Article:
South Korea: How to Keep the Miracle Going

By Robert J. Barro South Korea has been one of the champions of economic growth, with annual growth of almost 6% in gross domestic product per person. As a consequence, the level of per capita GDP in the past 40 years has advanced tenfold. By comparison, it took the U.S. 130 years, from 1870 to 2000, to raise its per capita GDP by a factor of 10. Aside from a few other East Asian economies, such as Taiwan and Singapore, South Korea's accomplishments in the past four decades are unmatched in history.

The rise in South Korea's GDP was accompanied by improvements in social indicators: Life expectancy rose from 54 to 73 years, and the rate of infant mortality fell from 8% to 0.8%. Moreover, income is fairly evenly distributed. The distribution in recent years has been more equitable than in the U.S. or Japan, and similar to the pattern in Britain and Sweden. Distribution in South Korea also changed little from the 1960s to the 1990s. Therefore, the multiplication of per capita GDP by 10 has meant that the typical person's income also rose about tenfold. Hence, the share of persons living in poverty plummeted. Given all this, I am puzzled that recent policy discussions in South Korea have been so preoccupied with income inequality.

One important point is that the great improvements in human welfare took place while South Korea was practicing capitalism without apology. It was not "compassionate capitalism" or "social market economy" or "the third way" or "growth with equality" or other euphemisms sometimes proposed by left-wing governments.

Now, the new Roh Administration is debating which policies to implement to promote further growth, perhaps to catch up with the per capita GDP levels of Japan and eventually the U.S. It would be wise to start with the policies that worked so well over the past 40 years. These included substantial investments in human capital, reasonable maintenance of the rule of law, a basic orientation to the market (despite occasional lapses into industrial policy that subsidized favored sectors), high and increasing openness to international trade, high saving rates, and a relatively small government.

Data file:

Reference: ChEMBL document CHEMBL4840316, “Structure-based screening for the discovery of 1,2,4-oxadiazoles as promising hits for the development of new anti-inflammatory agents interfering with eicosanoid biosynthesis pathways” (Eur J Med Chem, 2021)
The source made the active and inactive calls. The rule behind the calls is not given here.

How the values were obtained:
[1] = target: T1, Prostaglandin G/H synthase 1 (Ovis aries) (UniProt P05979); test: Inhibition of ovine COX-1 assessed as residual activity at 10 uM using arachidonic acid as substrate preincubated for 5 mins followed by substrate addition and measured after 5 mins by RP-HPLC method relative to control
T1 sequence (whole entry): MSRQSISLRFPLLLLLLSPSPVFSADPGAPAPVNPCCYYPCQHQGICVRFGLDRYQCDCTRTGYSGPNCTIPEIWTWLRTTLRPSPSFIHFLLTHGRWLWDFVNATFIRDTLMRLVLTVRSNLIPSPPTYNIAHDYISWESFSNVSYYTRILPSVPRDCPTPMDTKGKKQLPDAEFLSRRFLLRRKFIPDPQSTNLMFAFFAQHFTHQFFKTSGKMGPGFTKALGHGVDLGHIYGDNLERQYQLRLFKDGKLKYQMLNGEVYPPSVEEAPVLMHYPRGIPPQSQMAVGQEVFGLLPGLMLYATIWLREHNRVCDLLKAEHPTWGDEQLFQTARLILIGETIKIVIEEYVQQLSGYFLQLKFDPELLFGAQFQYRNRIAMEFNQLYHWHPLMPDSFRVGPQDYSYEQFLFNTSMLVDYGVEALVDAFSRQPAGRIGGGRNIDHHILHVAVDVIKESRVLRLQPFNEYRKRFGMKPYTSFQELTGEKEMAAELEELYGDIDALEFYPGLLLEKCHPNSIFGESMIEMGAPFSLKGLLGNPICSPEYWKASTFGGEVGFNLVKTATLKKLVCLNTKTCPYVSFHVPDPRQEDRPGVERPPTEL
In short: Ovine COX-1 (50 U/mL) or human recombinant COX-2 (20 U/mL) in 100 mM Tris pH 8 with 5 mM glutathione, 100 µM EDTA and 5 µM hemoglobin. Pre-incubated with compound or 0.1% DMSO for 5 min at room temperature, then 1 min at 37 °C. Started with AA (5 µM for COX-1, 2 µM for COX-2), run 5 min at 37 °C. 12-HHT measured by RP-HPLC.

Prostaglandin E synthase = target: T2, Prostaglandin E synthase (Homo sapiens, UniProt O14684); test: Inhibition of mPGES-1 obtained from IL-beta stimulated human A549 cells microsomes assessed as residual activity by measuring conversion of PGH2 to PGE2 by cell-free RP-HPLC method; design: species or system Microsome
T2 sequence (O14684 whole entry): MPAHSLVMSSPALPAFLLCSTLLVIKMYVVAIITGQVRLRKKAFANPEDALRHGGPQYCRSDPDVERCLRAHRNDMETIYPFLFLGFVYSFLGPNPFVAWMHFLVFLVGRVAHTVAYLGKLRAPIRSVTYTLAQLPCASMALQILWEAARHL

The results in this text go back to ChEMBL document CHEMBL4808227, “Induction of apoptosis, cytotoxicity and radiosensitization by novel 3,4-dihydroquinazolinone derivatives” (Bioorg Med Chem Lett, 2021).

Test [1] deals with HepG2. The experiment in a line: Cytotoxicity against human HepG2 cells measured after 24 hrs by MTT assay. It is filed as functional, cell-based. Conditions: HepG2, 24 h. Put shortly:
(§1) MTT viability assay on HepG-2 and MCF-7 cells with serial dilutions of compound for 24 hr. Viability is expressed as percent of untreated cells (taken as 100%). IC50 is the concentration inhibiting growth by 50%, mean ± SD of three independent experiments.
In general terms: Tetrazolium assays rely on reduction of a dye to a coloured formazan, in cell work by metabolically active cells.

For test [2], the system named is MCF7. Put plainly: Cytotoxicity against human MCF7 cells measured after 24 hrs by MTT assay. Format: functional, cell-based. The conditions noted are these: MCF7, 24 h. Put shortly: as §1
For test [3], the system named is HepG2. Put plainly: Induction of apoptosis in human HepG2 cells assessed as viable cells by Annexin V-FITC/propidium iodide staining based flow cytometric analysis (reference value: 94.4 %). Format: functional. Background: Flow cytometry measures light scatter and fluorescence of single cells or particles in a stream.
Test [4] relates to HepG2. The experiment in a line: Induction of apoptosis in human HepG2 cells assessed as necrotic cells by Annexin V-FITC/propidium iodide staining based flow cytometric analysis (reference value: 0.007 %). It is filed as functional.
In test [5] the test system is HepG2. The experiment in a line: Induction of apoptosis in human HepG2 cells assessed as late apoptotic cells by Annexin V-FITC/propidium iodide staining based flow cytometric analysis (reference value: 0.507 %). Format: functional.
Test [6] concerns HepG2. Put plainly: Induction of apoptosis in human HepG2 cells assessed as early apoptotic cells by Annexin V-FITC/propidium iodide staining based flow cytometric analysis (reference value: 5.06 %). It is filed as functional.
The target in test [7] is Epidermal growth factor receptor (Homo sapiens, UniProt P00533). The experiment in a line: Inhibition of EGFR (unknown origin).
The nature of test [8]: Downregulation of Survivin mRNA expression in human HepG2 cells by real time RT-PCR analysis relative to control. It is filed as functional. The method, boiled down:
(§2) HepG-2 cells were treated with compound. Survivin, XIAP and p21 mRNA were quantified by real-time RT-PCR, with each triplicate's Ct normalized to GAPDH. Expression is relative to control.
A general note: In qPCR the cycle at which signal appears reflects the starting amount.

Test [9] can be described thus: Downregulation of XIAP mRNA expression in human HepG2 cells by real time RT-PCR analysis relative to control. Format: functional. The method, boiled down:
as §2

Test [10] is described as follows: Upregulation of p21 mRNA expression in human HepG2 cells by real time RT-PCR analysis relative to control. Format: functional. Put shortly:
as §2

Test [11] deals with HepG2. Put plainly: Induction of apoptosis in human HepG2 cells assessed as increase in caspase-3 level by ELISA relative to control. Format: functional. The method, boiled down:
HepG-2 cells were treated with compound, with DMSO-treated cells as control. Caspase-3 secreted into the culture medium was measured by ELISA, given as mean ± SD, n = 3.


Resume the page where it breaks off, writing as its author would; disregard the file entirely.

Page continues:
The other important ingredient for growth was that South Korea was so poor in the 1950s. Empirical research shows that poor countries that have reasonably solid policies, such as South Korea around 1960, tend to grow rapidly and so converge with the world's rich countries. However, now that South Korea has become upper-middle income -- almost half the per capita GDP of the U.S. on a purchasing-power adjusted basis -- the opportunities for growth are less abundant. To come close to matching its previous performance, South Korea's policies and institutions will have to get even better.

One good option is to raise the quality of education, especially by introducing opportunities for private schooling at the secondary and primary levels. That would promote efficiency and get around the rigidity of the public system. Also, financial markets and corporate governance could be improved, as we learned especially from the financial crisis of 1997-98. However, regulatory policies should focus on promoting transparency, rather than allowing the crusade against the chaebol to stifle business productivity and investment. In addition, the financial sector should be strengthened by removing barriers to foreign investment in banking and insurance.

The danger is that South Korea will move away from the market and toward European-style policies that retard growth. For example, the previous Administration dramatically expanded welfare programs, which diminish the incentive to work. Similarly, the current government has been pro-labor unions, even though international evidence indicates that union power tends to reduce the flexibility of labor markets and hamper productivity.

Looking ahead, the major economic issue will probably involve the integration of the North into a unified Korea. Such integration has proved difficult for Germany, although West Germany's income level was only three times that of East Germany's. South Korea's income is at least 10 times that of North Korea's. The German unification emphasized subsidies for individuals and industries in the East. These policies, promoted by West German labor unions, were designed partly to discourage migration of cheap labor from the East to the West. The result has been persistently high unemployment in eastern Germany, high taxes in western Germany, and weak overall economic growth.

It is unclear how South Korea will face its more daunting unification challenge, but the recent emphasis on social programs, union power, and income inequality does not make me optimistic. The main hope of South Korea seems to be that the North will maintain a separate political regime, albeit one that is more peaceful and rational. It may be that a more relevant issue will be the design of workable economic policies for a unified Korea, once unstoppable political forces make that reunification a fact. Robert J. Barro is a professor of economics at Harvard University and a senior fellow of the Hoover Institution (

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